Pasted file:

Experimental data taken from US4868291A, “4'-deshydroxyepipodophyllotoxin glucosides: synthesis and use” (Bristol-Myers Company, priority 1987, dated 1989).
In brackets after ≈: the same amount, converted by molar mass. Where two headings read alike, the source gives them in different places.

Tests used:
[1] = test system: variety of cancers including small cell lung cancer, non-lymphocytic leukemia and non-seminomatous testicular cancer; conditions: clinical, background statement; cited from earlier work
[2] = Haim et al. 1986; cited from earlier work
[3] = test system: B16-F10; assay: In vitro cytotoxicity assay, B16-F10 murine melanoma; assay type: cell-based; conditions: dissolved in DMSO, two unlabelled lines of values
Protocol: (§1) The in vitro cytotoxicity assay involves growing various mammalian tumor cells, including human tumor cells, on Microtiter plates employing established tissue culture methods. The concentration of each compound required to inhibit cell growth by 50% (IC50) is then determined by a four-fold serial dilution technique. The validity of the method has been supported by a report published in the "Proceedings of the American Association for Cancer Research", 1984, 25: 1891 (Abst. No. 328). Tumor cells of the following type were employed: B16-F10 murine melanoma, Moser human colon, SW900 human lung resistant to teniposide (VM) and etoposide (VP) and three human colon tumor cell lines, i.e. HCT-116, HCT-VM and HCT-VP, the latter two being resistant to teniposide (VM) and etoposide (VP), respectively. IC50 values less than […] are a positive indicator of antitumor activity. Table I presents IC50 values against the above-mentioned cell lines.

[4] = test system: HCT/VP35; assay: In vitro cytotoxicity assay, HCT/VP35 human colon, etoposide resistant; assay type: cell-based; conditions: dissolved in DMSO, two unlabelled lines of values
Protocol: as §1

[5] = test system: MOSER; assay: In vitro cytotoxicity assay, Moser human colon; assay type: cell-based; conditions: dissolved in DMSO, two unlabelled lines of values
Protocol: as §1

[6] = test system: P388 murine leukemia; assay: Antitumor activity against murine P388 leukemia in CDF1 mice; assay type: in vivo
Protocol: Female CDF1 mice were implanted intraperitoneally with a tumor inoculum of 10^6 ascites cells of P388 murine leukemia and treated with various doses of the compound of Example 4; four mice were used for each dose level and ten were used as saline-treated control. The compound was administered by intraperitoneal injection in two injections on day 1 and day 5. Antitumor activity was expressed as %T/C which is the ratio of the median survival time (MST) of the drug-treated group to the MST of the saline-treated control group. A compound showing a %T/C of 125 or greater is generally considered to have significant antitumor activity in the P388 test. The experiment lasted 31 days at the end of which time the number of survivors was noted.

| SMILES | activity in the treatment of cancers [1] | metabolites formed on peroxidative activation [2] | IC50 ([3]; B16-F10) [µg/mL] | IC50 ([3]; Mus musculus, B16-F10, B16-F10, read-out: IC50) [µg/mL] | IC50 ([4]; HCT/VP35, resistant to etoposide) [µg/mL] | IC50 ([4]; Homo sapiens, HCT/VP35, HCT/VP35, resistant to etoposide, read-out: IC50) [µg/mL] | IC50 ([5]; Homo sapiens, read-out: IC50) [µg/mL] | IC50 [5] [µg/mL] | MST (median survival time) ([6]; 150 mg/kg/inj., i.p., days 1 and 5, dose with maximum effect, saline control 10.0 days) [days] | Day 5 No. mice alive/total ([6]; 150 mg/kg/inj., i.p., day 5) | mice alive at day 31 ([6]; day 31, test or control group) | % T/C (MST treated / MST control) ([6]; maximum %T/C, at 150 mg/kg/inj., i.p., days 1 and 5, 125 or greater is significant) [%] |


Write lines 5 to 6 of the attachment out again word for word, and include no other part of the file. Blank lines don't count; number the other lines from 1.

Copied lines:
[2] = Haim et al. 1986; cited from earlier work
[3] = test system: B16-F10; assay: In vitro cytotoxicity assay, B16-F10 murine melanoma; assay type: cell-based; conditions: dissolved in DMSO, two unlabelled lines of values